For he rebuilt the high places that his father Hezekiah had pulled down, and erected altars to the Baals, made sacred poles, a worshiped all the host of heaven, and served them.
He built altars in the house of the Lord, of which the Lord had said, "In Jerusalem shall my name be forever."
He built altars for all the host of heaven in the two courts of the house of the Lord.
He made his son pass through fire in the valley of the son of Hinnom, practiced soothsaying and augury and sorcery, and dealt with mediums and with wizards. He did much evil in the sight of the Lord, provoking him to anger.
The carved image of the idol that he had made he set in the house of God, of which God said to David and to his son Solomon, "In this house, and in Jerusalem, which I have chosen out of all the tribes of Israel, I will put my name forever;
I will never again remove the feet of Israel from the land that I appointed for your ancestors, if only they will be careful to do all that I have commanded them, all the law, the statutes, and the ordinances given through Moses."
Manasseh misled Judah and the inhabitants of Jerusalem, so that they did more evil than the nations whom the Lord had destroyed before the people of Israel.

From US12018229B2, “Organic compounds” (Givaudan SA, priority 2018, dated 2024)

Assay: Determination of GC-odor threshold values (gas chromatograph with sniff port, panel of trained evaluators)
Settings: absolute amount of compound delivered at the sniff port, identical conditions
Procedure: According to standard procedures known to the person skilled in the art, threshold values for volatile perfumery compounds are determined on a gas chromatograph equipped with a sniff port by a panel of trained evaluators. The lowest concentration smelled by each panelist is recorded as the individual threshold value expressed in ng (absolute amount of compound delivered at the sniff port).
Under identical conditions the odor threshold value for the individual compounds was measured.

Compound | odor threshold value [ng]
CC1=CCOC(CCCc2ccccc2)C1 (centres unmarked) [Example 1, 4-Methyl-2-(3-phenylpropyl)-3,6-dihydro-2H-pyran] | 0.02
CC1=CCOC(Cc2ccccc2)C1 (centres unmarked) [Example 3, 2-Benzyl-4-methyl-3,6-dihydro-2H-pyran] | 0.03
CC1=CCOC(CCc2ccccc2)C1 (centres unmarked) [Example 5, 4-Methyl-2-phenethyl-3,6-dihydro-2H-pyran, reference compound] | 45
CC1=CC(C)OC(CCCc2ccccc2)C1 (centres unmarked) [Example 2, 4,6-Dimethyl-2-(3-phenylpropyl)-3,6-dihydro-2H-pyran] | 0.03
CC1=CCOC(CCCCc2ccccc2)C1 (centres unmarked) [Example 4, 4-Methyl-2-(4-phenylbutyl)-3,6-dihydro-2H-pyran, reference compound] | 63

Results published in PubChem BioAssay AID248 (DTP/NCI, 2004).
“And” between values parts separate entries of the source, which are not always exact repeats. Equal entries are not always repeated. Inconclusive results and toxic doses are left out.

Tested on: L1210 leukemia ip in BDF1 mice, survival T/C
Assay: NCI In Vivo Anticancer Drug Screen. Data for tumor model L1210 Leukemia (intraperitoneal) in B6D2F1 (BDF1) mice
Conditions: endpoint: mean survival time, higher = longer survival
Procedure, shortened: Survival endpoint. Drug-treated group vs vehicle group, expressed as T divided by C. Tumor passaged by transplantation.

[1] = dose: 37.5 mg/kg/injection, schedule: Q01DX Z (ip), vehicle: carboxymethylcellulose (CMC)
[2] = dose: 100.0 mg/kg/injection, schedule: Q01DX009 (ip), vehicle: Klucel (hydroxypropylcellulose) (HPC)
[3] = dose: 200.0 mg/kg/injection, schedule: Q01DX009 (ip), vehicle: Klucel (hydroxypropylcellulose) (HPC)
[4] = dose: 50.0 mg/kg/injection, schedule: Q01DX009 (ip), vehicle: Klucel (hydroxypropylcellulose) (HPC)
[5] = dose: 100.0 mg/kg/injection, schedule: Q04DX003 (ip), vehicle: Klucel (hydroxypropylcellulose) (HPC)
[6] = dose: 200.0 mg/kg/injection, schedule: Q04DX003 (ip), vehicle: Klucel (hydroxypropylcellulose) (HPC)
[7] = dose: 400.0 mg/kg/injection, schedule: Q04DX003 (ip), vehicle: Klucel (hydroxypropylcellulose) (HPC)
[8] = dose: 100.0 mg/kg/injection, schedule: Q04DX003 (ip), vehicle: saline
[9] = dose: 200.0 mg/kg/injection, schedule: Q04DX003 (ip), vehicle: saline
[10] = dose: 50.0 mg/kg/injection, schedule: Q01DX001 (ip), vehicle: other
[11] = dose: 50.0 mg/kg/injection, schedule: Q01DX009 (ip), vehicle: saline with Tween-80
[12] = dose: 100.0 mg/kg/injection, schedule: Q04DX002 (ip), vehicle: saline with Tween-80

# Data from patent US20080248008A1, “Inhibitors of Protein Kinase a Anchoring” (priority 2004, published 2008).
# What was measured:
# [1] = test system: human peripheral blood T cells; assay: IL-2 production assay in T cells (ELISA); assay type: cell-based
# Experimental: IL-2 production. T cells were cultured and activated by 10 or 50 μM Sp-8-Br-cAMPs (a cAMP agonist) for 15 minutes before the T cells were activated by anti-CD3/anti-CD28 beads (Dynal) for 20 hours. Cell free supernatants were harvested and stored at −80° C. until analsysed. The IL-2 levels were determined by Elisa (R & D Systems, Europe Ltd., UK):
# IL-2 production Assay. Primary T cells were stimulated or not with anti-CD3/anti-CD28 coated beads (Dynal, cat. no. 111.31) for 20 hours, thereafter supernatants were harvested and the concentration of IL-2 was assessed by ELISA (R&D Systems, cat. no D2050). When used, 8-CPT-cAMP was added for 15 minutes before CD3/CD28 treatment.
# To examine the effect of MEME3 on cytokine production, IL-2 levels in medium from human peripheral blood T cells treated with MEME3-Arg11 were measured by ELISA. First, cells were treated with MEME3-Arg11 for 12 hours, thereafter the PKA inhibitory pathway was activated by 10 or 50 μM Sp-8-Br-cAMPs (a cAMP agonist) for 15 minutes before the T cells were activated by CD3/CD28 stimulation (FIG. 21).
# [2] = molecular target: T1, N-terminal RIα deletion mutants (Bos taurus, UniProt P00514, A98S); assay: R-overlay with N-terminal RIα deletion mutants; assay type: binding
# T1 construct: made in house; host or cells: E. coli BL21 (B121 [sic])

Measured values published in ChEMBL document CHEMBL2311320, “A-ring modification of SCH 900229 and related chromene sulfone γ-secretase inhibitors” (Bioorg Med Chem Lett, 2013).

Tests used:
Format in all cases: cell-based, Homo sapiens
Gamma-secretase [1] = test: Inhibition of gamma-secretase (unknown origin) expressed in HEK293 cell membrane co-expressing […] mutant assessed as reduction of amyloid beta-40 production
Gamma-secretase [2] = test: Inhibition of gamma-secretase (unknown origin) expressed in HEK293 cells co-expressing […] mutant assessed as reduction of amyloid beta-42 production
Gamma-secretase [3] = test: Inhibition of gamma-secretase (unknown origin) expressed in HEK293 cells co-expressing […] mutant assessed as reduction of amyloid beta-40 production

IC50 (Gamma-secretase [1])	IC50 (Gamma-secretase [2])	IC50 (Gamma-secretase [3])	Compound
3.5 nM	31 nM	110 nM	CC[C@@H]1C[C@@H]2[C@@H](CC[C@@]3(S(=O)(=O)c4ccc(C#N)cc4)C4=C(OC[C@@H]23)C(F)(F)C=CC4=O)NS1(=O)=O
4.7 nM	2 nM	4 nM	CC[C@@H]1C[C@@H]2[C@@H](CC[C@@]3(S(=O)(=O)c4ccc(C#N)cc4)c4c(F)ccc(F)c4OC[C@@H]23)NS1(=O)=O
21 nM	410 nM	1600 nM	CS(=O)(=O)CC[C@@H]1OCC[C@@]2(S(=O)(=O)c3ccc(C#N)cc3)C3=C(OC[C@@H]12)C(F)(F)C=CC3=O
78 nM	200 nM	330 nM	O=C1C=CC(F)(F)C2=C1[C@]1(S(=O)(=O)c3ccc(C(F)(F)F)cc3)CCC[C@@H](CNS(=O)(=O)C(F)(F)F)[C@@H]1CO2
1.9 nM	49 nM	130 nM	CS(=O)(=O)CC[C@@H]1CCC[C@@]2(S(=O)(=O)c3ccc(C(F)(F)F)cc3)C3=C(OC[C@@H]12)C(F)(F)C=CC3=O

The Lord spoke to Manasseh and to his people, but they gave no heed.
Therefore the Lord brought against them the commanders of the army of the king of Assyria, who took Manasseh captive in manacles, bound him with fetters, and brought him to Babylon.
While he was in distress he entreated the favor of the Lord his God and humbled himself greatly before the God of his ancestors.
He prayed to him, and God received his entreaty, heard his plea, and restored him again to Jerusalem and to his kingdom. Then Manasseh knew that the Lord indeed was God.
New Revised Standard Version Bible, copyright 1989, Division of Christian Education of the National Council of the Churches of Christ in the United States of America. Used by permission. All rights reserved. (New Revised Standard Bible Version Online)